Anti-Corruption Initiatives from a Business View Point

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After years of being tolerated with a mixture of apathy, cynicism, and denial, corruption is now becoming a target of serious international action. As firms around the world face slimmer profit margins due to increased competition, the international business community is becoming increasingly aware that corruption is costing them money–profits. The added cost of corruption, particularly in developing countries where it is more pervasive, has made business change the way it operates globally. Corporations have learned a lesson from the Asian crisis and they are becoming more wary of where they invest and of the internal climate there towards business. As we face these new and severe realities, the business communities in many countries are signaling to lawmakers that they are tired of corrupt dealings and that it is time for change. Business is acknowledging that corruption is an issue that must be faced, and that they, the private sector, have a role in eliminating this disease. However, business is certainly not the only victim of corruption; the citizens of developing countries who are losing valuable resources are victimized to an even greater degree. The poor share disproportionately in the negative effects of corrupt behavior in the form of lost jobs and income. In the developing world, resources and funds that could go into infrastructure, education, and other elements integral to development end up lining someone’s pocket due to the effects of corruption. Corruption scares away investment that could reach those areas and bring new prosperity.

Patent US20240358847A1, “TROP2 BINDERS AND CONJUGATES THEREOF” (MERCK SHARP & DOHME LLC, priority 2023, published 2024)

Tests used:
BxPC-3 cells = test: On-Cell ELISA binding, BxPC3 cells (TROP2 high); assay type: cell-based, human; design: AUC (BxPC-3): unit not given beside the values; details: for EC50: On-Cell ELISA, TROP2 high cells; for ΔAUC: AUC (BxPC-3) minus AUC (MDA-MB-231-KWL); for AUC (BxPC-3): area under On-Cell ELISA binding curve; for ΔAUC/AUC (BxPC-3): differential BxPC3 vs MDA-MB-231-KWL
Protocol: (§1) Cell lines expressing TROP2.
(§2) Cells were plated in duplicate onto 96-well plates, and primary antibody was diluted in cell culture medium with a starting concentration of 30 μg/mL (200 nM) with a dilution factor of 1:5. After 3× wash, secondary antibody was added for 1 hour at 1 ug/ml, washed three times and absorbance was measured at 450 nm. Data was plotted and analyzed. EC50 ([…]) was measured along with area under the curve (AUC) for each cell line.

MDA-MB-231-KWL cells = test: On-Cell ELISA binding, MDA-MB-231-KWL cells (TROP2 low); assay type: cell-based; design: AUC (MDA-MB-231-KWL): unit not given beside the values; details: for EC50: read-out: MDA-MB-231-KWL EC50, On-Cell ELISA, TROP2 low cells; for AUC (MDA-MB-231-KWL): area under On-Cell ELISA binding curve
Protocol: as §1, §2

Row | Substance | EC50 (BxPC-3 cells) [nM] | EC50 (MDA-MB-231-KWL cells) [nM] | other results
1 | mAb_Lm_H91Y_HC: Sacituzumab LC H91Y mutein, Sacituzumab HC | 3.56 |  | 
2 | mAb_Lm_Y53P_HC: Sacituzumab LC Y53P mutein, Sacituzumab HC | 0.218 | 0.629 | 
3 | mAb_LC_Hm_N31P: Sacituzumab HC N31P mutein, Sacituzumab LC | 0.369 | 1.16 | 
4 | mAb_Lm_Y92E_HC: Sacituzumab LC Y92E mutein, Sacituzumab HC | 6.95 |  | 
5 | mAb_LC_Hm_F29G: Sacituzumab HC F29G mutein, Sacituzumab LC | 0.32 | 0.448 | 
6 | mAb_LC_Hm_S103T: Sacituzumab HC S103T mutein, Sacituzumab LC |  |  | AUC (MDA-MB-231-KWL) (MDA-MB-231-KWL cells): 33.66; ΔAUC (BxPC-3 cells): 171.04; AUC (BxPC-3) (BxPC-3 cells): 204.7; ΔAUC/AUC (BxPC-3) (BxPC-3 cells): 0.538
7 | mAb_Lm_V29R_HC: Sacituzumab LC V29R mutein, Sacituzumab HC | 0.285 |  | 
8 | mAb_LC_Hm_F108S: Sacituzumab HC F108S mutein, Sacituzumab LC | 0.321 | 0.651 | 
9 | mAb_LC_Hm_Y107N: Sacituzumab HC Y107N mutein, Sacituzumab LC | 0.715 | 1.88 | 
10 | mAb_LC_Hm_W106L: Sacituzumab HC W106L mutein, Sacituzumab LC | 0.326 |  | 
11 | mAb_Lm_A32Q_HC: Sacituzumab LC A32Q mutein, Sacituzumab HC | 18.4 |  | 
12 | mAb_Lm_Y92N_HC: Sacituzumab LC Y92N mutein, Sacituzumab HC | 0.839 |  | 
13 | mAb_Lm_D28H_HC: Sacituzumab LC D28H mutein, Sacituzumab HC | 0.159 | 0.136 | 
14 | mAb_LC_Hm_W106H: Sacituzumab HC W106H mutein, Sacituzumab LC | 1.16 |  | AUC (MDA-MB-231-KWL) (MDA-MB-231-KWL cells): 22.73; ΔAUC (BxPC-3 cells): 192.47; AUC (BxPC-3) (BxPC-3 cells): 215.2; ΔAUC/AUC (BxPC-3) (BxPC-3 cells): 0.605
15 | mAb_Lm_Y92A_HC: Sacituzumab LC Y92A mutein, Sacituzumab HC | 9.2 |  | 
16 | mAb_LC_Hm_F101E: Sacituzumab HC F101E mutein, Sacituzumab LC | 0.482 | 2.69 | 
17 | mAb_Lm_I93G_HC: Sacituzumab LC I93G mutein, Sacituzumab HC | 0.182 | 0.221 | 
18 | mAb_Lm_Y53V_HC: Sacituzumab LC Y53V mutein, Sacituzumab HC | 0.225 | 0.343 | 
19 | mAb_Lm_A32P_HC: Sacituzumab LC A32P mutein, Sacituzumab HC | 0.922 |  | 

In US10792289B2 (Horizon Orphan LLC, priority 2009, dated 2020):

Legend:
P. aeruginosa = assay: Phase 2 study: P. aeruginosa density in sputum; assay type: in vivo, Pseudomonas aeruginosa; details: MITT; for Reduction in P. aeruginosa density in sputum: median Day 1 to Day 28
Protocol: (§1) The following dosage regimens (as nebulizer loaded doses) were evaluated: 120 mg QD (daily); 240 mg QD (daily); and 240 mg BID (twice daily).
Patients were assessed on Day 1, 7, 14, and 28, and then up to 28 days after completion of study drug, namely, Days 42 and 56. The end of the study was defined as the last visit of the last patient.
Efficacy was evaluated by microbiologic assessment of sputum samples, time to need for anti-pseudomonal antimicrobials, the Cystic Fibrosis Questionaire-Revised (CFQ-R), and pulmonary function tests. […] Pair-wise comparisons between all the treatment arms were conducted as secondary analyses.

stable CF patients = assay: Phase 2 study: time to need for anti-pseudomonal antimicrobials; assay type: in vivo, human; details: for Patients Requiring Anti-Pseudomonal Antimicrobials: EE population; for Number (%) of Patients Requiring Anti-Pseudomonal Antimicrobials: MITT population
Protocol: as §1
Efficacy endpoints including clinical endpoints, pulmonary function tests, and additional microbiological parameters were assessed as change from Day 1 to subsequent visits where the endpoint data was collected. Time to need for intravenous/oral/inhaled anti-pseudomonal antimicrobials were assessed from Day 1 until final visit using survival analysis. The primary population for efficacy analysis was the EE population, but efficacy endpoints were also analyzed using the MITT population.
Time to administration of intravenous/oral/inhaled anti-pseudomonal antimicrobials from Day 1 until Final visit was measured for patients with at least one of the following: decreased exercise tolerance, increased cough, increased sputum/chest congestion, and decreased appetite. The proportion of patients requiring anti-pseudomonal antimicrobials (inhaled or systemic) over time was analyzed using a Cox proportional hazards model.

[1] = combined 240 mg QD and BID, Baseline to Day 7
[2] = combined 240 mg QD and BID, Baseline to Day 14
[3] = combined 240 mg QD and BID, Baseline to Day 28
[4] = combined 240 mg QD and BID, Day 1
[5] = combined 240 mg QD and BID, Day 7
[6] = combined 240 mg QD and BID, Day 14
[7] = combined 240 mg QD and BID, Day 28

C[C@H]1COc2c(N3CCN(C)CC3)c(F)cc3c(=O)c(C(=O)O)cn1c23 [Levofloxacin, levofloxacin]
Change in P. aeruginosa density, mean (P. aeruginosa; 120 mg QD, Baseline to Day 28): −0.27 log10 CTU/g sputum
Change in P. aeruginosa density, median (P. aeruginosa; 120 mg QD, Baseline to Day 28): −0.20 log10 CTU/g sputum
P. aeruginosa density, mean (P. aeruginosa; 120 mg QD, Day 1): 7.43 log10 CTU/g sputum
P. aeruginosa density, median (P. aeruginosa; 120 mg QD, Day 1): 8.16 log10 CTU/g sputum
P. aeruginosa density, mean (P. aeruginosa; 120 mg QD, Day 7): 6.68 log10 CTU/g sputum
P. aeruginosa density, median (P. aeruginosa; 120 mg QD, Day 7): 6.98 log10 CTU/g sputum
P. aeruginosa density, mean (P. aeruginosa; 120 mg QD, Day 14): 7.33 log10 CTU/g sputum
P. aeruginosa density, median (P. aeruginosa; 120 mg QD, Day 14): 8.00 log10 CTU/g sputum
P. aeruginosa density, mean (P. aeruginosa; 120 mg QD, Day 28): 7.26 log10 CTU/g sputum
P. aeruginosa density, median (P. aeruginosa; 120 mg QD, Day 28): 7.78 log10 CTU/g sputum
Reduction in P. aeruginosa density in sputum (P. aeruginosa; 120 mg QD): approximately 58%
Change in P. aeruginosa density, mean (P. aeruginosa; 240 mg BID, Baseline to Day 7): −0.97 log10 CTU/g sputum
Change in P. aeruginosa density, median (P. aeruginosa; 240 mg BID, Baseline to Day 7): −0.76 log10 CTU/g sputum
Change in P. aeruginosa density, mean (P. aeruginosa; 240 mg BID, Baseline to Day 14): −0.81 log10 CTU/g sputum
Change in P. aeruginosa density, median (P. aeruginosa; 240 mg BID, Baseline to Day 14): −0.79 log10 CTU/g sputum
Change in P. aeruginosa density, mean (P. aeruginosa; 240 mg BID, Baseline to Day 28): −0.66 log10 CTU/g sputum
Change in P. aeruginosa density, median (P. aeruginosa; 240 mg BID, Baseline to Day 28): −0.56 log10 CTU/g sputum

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CIPE

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